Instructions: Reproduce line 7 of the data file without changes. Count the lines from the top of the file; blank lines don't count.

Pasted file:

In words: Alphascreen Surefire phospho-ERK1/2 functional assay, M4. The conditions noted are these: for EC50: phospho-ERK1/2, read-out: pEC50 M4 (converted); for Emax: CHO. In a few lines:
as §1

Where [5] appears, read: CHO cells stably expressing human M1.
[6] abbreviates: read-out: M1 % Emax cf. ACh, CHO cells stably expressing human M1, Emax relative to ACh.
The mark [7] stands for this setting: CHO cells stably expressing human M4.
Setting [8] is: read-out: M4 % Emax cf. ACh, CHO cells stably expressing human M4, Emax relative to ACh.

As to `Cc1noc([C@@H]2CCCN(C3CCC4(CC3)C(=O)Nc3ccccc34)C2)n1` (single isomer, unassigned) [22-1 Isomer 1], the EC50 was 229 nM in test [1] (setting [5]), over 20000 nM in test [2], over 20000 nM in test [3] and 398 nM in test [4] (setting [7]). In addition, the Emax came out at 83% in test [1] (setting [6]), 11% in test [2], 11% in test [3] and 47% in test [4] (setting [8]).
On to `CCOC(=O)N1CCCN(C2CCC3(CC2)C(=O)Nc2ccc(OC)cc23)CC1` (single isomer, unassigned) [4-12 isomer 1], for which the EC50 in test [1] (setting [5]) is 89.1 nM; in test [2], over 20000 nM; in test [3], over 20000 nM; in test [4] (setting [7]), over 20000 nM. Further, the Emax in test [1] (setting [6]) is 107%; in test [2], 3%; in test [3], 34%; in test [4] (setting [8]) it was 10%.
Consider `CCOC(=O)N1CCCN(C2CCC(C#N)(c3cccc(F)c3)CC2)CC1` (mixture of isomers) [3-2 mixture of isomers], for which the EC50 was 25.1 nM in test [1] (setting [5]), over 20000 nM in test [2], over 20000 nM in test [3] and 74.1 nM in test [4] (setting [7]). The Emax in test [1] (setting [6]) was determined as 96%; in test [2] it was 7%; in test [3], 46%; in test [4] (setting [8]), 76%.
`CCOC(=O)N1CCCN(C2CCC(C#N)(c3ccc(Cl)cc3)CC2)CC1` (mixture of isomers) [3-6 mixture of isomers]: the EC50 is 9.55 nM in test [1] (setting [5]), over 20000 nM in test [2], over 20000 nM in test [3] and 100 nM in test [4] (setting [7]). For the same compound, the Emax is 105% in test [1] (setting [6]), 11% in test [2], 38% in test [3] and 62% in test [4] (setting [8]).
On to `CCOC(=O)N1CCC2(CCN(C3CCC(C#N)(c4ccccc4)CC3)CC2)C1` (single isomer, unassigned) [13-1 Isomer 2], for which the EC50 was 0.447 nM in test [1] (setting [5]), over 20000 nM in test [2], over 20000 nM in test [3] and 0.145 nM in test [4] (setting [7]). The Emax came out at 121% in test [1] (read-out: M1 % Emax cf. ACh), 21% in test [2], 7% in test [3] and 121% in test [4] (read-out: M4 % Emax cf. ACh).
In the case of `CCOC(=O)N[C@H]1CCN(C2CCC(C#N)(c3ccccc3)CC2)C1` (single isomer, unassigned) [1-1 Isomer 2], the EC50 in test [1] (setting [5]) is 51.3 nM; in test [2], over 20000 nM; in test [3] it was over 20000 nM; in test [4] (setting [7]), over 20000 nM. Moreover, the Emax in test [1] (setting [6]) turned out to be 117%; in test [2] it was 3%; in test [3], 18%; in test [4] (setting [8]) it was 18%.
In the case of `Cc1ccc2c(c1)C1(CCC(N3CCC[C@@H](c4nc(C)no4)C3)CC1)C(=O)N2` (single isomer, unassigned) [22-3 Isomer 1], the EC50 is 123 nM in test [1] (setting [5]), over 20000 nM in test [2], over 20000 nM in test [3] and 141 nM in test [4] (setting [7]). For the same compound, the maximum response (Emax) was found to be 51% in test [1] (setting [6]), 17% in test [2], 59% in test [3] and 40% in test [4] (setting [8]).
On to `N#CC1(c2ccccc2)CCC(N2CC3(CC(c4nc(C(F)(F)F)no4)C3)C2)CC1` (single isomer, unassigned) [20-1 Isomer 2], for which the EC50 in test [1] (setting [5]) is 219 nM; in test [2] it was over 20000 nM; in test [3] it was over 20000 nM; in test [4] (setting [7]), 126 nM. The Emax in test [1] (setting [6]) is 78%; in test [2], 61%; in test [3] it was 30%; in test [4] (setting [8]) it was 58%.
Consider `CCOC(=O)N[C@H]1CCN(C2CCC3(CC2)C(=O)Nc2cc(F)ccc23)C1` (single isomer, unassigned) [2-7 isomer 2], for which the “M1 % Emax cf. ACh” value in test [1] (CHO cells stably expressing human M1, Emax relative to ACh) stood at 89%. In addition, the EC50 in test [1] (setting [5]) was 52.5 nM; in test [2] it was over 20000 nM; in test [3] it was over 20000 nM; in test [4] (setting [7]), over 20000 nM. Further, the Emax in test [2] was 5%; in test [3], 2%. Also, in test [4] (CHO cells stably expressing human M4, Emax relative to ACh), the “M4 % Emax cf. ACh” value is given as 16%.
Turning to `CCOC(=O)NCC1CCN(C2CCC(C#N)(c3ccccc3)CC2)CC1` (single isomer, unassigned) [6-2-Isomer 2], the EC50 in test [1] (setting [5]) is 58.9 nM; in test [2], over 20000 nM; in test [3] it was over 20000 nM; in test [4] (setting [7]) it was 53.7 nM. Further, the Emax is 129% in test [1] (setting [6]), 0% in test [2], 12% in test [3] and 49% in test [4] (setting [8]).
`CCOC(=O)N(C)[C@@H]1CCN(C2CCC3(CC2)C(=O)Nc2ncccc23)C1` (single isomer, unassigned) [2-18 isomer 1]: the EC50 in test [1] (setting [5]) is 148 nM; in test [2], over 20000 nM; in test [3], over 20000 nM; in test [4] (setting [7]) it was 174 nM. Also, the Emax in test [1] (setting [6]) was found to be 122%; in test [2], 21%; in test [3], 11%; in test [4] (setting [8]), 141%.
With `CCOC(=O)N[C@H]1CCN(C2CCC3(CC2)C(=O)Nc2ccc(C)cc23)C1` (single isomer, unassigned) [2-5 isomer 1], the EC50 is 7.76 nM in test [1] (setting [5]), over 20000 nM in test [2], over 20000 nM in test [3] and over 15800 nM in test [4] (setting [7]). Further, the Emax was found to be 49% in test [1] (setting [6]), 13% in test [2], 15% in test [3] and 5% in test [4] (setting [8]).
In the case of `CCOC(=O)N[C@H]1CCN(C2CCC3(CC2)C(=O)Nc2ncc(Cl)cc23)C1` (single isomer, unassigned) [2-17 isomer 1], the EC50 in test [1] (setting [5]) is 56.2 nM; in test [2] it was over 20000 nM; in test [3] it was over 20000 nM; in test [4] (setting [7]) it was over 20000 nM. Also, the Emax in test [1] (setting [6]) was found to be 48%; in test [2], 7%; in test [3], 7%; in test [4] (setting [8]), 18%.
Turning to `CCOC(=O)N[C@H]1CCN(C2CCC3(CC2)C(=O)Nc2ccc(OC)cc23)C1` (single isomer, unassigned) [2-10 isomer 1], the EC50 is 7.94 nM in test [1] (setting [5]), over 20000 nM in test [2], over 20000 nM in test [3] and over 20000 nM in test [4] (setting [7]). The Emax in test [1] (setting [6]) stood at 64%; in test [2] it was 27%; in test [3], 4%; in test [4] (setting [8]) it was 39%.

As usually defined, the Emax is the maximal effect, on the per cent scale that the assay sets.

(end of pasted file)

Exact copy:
As to `Cc1noc([C@@H]2CCCN(C3CCC4(CC3)C(=O)Nc3ccccc34)C2)n1` (single isomer, unassigned) [22-1 Isomer 1], the EC50 was 229 nM in test [1] (setting [5]), over 20000 nM in test [2], over 20000 nM in test [3] and 398 nM in test [4] (setting [7]). In addition, the Emax came out at 83% in test [1] (setting [6]), 11% in test [2], 11% in test [3] and 47% in test [4] (setting [8]).